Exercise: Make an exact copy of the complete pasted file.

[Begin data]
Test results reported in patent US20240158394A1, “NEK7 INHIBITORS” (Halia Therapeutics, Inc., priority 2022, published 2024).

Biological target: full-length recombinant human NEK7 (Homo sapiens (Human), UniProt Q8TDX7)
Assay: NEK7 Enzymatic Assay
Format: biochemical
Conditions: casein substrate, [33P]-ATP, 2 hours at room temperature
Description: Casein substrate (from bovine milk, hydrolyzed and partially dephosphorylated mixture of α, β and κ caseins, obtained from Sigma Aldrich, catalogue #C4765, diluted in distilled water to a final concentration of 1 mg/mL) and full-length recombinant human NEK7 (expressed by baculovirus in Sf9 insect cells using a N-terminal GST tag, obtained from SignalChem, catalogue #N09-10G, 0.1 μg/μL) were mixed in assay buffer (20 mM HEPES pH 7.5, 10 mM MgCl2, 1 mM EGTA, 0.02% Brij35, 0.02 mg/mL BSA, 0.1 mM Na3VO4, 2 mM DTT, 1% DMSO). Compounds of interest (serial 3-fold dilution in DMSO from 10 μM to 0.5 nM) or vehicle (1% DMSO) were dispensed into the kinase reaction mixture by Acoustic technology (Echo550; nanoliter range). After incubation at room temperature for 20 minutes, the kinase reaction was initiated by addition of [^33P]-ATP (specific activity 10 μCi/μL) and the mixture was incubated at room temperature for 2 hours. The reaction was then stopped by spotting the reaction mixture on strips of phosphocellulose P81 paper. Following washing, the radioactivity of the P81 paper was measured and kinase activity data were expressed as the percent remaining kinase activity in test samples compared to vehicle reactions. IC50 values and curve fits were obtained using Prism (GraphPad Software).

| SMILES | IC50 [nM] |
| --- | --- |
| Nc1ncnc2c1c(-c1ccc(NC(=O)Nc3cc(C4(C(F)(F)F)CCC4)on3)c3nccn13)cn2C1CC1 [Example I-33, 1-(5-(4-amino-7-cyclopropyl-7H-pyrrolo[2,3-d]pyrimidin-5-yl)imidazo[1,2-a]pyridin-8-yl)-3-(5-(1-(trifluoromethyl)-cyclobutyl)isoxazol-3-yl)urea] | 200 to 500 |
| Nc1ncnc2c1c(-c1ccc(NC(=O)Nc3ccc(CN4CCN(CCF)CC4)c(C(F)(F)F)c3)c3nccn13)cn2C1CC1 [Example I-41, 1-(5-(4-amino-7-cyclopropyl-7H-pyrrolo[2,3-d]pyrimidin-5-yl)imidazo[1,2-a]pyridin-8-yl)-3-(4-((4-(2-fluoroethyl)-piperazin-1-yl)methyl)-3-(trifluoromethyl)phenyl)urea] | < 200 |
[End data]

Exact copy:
Test results reported in patent US20240158394A1, “NEK7 INHIBITORS” (Halia Therapeutics, Inc., priority 2022, published 2024).

Biological target: full-length recombinant human NEK7 (Homo sapiens (Human), UniProt Q8TDX7)
Assay: NEK7 Enzymatic Assay
Format: biochemical
Conditions: casein substrate, [33P]-ATP, 2 hours at room temperature
Description: Casein substrate (from bovine milk, hydrolyzed and partially dephosphorylated mixture of α, β and κ caseins, obtained from Sigma Aldrich, catalogue #C4765, diluted in distilled water to a final concentration of 1 mg/mL) and full-length recombinant human NEK7 (expressed by baculovirus in Sf9 insect cells using a N-terminal GST tag, obtained from SignalChem, catalogue #N09-10G, 0.1 μg/μL) were mixed in assay buffer (20 mM HEPES pH 7.5, 10 mM MgCl2, 1 mM EGTA, 0.02% Brij35, 0.02 mg/mL BSA, 0.1 mM Na3VO4, 2 mM DTT, 1% DMSO). Compounds of interest (serial 3-fold dilution in DMSO from 10 μM to 0.5 nM) or vehicle (1% DMSO) were dispensed into the kinase reaction mixture by Acoustic technology (Echo550; nanoliter range). After incubation at room temperature for 20 minutes, the kinase reaction was initiated by addition of [^33P]-ATP (specific activity 10 μCi/μL) and the mixture was incubated at room temperature for 2 hours. The reaction was then stopped by spotting the reaction mixture on strips of phosphocellulose P81 paper. Following washing, the radioactivity of the P81 paper was measured and kinase activity data were expressed as the percent remaining kinase activity in test samples compared to vehicle reactions. IC50 values and curve fits were obtained using Prism (GraphPad Software).

| SMILES | IC50 [nM] |
| --- | --- |
| Nc1ncnc2c1c(-c1ccc(NC(=O)Nc3cc(C4(C(F)(F)F)CCC4)on3)c3nccn13)cn2C1CC1 [Example I-33, 1-(5-(4-amino-7-cyclopropyl-7H-pyrrolo[2,3-d]pyrimidin-5-yl)imidazo[1,2-a]pyridin-8-yl)-3-(5-(1-(trifluoromethyl)-cyclobutyl)isoxazol-3-yl)urea] | 200 to 500 |
| Nc1ncnc2c1c(-c1ccc(NC(=O)Nc3ccc(CN4CCN(CCF)CC4)c(C(F)(F)F)c3)c3nccn13)cn2C1CC1 [Example I-41, 1-(5-(4-amino-7-cyclopropyl-7H-pyrrolo[2,3-d]pyrimidin-5-yl)imidazo[1,2-a]pyridin-8-yl)-3-(4-((4-(2-fluoroethyl)-piperazin-1-yl)methyl)-3-(trifluoromethyl)phenyl)urea] | < 200 |